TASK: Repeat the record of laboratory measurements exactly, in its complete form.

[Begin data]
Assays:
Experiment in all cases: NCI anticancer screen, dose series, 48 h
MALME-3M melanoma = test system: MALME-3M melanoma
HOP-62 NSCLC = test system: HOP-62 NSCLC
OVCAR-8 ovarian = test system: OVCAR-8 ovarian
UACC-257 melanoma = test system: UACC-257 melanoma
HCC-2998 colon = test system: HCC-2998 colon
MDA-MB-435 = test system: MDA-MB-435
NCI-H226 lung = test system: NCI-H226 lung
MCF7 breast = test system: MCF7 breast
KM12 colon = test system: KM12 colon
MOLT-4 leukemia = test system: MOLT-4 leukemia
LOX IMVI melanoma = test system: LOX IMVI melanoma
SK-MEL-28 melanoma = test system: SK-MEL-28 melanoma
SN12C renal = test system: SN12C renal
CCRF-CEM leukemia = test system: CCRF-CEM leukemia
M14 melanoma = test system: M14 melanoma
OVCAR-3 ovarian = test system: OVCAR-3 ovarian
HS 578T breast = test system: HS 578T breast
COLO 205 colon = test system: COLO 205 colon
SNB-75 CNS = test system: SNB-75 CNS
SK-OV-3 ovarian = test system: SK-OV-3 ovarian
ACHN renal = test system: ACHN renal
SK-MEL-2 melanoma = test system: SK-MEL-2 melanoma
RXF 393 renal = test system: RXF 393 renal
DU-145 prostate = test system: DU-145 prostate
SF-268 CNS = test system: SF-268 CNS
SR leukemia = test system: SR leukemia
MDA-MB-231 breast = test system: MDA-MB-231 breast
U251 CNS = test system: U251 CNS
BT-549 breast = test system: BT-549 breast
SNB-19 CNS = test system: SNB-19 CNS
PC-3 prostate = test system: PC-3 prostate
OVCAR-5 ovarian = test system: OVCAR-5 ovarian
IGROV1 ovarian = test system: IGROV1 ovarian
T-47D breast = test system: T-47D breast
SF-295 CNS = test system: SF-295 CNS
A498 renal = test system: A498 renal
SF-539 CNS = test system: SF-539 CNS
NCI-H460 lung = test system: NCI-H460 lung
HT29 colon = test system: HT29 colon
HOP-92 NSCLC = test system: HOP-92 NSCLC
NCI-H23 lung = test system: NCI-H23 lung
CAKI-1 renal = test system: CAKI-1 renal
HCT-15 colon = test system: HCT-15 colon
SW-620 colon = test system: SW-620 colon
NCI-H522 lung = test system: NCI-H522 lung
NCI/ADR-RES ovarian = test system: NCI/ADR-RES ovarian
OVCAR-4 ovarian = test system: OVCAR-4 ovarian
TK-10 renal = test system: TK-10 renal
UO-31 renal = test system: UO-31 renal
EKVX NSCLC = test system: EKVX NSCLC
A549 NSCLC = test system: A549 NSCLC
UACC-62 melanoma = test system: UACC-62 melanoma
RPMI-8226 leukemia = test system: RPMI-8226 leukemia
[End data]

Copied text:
Assays:
Experiment in all cases: NCI anticancer screen, dose series, 48 h
MALME-3M melanoma = test system: MALME-3M melanoma
HOP-62 NSCLC = test system: HOP-62 NSCLC
OVCAR-8 ovarian = test system: OVCAR-8 ovarian
UACC-257 melanoma = test system: UACC-257 melanoma
HCC-2998 colon = test system: HCC-2998 colon
MDA-MB-435 = test system: MDA-MB-435
NCI-H226 lung = test system: NCI-H226 lung
MCF7 breast = test system: MCF7 breast
KM12 colon = test system: KM12 colon
MOLT-4 leukemia = test system: MOLT-4 leukemia
LOX IMVI melanoma = test system: LOX IMVI melanoma
SK-MEL-28 melanoma = test system: SK-MEL-28 melanoma
SN12C renal = test system: SN12C renal
CCRF-CEM leukemia = test system: CCRF-CEM leukemia
M14 melanoma = test system: M14 melanoma
OVCAR-3 ovarian = test system: OVCAR-3 ovarian
HS 578T breast = test system: HS 578T breast
COLO 205 colon = test system: COLO 205 colon
SNB-75 CNS = test system: SNB-75 CNS
SK-OV-3 ovarian = test system: SK-OV-3 ovarian
ACHN renal = test system: ACHN renal
SK-MEL-2 melanoma = test system: SK-MEL-2 melanoma
RXF 393 renal = test system: RXF 393 renal
DU-145 prostate = test system: DU-145 prostate
SF-268 CNS = test system: SF-268 CNS
SR leukemia = test system: SR leukemia
MDA-MB-231 breast = test system: MDA-MB-231 breast
U251 CNS = test system: U251 CNS
BT-549 breast = test system: BT-549 breast
SNB-19 CNS = test system: SNB-19 CNS
PC-3 prostate = test system: PC-3 prostate
OVCAR-5 ovarian = test system: OVCAR-5 ovarian
IGROV1 ovarian = test system: IGROV1 ovarian
T-47D breast = test system: T-47D breast
SF-295 CNS = test system: SF-295 CNS
A498 renal = test system: A498 renal
SF-539 CNS = test system: SF-539 CNS
NCI-H460 lung = test system: NCI-H460 lung
HT29 colon = test system: HT29 colon
HOP-92 NSCLC = test system: HOP-92 NSCLC
NCI-H23 lung = test system: NCI-H23 lung
CAKI-1 renal = test system: CAKI-1 renal
HCT-15 colon = test system: HCT-15 colon
SW-620 colon = test system: SW-620 colon
NCI-H522 lung = test system: NCI-H522 lung
NCI/ADR-RES ovarian = test system: NCI/ADR-RES ovarian
OVCAR-4 ovarian = test system: OVCAR-4 ovarian
TK-10 renal = test system: TK-10 renal
UO-31 renal = test system: UO-31 renal
EKVX NSCLC = test system: EKVX NSCLC
A549 NSCLC = test system: A549 NSCLC
UACC-62 melanoma = test system: UACC-62 melanoma
RPMI-8226 leukemia = test system: RPMI-8226 leukemia